In the preferred embodiment of a thin film magnetic recording head, as is shown in FIG. 2, an interleaved magnetic head 10 is preferable. The read elements are marked R for the magnetic head 10, while the write transducers are marked W. The read and write gaps are used in immediately alternating, odd/even fashion. The term alternating is intended to include other formats. For example, it is the preferred embodiment of the present invention to provide a format of 72 tracks across the width of the media, hereinafter called tape media. One format provides that the odd numbered tracks, tracks 1, 3, 5, and so-forth, are operated during forward tape movement, while the even numbered tracks 2, 4, 6, and so-forth, are operative during the opposite direction of the movement of the tape media.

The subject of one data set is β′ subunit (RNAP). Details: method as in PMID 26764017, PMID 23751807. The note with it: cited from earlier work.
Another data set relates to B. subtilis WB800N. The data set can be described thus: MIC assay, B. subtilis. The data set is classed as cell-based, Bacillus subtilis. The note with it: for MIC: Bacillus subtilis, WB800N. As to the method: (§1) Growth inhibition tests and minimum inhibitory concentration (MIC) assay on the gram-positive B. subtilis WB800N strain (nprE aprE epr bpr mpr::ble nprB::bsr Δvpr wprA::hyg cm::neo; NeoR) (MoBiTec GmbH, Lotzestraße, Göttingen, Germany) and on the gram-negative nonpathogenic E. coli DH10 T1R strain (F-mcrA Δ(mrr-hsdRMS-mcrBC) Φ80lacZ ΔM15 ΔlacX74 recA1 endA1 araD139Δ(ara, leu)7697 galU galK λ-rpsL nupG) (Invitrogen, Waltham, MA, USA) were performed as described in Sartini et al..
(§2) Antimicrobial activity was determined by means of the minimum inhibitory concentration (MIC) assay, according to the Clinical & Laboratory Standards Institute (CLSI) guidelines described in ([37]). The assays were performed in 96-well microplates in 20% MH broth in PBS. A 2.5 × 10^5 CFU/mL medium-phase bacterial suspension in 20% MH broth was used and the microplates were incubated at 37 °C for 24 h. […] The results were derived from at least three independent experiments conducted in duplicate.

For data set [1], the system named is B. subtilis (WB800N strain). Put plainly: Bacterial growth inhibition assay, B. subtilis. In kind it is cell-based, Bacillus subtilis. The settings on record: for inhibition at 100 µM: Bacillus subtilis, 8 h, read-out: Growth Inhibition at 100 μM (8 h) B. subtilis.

In general, referring to FIG. 2, the length of the magnetic tape 12 moves in both a forward and reverse direction as indicated by arrows 14 and 16. The arrow 14 designates the forward movement direction of the tape 12 and the arrow 16 designates the reverse direction. The magnetic tape 12 operates in transducing contact relationship with the magnetic head 10 in the standard well known format. The magnetic head 10 includes two modules 18 and 20 of generally identical construction. These two modules ar bonded together to form a single physical unit. In this manner, the transducing gaps of one module are not only closely spaced to the transducing gaps of the other modules, but also the module gaps are accurately aligned in the direction of tape movement. There are 36 read transducers and 36 write transducers in each of the modules 18 and 20. The magnetic tape 12, therefore, has 72 tracks across its one-half inch width. Each of the modules 18 and 20 include a magnetic ferrite substrate 22 and a non-magnetic ceramic closure piece 24. Each module includes one gap line 26 for module 18 and one gap line 28 for module 20 to form the single physical unit of the magnetic head 10. Reference is made to the aforementioned U.S. Pat. No. 4,685,005 for a more detailed description of the preferred embodiment as adapted to an interleaved magnetic head. Reference is also made to an IBM Technical Disclosure Bulletin to Franklin et al, Vol. 18, No. 6, November 1975, at page 1981, for a method of isolating blocks of magnetic ferrite to form multitrack write elements.